Talk to others about climate change
Communicating your concern about climate change is critical for motivating collective action. We are all experiencing climate change impacts in our daily lives, and we can all talk about the issue. Sharing stories of why you care about climate change, how it is affecting you, and what you are doing to advance solutions can be a powerful way to inspire concern and action in others. Visit our Climate Storytelling Collection for examples of climate stories we’ve collected, and develop your own story to share by following these guidelines.
To address climate change, we have to work together. We all live and work in various communities, and can organize our friends, family, and co-workers to tackle climate change together. The more people you involve in climate solutions, the more your impact multiplies. Whether it’s starting a green group at your church or school, volunteering for a local nonprofit, planning a community event, or joining a local chapter of the Transition Towns movement, there are many ways for you to join with your community for climate solutions. We are stronger, more hope-filled, and more effective when we organize.
Take political action
Show up and make your voice heard for climate solutions. Our decision-makers influence and implement the policies that guide our society. In order to institutionalize climate-friendly policies, we need to make sure they hear from their constituents about the urgency of climate change and the need for climate action. Your elected official works for you! There are several ways you can communicate your concern about climate change to your representatives:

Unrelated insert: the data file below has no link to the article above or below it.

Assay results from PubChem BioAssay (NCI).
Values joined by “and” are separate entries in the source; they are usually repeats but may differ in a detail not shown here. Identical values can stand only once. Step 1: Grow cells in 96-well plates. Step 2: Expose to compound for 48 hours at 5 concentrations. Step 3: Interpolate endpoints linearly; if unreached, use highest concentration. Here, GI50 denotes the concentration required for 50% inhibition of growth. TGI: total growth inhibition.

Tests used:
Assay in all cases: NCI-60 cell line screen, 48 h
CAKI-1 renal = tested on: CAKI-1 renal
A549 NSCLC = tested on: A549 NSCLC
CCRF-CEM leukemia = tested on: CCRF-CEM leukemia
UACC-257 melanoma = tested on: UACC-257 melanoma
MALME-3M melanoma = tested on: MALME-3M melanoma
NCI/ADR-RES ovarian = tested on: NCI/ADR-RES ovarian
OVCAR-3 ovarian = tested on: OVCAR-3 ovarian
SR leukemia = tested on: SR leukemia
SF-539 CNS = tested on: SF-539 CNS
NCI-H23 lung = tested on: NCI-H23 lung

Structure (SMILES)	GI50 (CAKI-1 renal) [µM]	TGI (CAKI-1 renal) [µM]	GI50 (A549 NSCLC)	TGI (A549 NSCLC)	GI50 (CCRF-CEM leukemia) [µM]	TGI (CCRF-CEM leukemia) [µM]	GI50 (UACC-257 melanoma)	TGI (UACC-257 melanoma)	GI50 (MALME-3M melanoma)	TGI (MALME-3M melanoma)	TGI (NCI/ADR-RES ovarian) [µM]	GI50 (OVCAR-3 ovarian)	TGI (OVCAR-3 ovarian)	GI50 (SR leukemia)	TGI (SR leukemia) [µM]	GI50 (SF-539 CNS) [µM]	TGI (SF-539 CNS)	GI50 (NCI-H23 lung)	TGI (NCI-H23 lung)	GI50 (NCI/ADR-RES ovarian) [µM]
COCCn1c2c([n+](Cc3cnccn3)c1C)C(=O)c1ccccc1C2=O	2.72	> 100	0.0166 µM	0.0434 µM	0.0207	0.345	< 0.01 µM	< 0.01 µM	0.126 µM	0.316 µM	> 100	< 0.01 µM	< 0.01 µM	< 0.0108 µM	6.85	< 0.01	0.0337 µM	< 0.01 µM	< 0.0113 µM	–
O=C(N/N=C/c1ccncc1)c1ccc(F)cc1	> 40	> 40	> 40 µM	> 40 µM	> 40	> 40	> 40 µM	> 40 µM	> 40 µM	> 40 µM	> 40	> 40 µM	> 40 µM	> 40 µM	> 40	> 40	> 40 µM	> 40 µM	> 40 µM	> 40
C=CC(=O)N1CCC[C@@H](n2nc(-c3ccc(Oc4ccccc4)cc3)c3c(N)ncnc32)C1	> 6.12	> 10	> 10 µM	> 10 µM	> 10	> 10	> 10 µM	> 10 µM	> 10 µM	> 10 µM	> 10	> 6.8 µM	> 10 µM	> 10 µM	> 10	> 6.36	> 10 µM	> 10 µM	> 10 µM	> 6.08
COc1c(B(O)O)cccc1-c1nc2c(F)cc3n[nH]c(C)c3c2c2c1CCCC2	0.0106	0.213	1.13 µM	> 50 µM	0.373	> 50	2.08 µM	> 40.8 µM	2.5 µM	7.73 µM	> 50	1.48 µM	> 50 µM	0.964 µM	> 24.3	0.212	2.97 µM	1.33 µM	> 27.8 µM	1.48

- Learn who represents you!
- Be a climate voter – only vote for candidates who accept the science of climate change and are committed to addressing it
- Sign a petition calling for climate action
- Call your elected officials. Politicians pay attention to phone calls. They are a powerful and direct way for you to communicate with your representative, and they only take a minute! Check out our template phone script for all you need to know to place a call.
- Write a letter to your local, state or national elected official explaining your concern about climate change and urging them to act. Environment America’s searchable environmental scorecard can help you determine who your elected officials are, and how they’ve voted on environmental issues in the past. Citizen’s Climate Lobby has an online submission form for writing letters to your congressperson, or you could mail in your letter.
- Participate in a lobby day (such as our annual Youth Lobby Day), or schedule a meeting with your representative on your own
- Attend an event (such as a march or rally) organized to raise visibility for climate change action and/or pressure elected officials to respond to the issue
Support Climate Generation’s work
Put your money where your values are. Your tax-deductible donation supports our work to educate and empower people to engage in solutions to climate change. You can also support us by attending our events, signing up for our e-newsletter, or following our Facebook, Instagram, and Twitter accounts.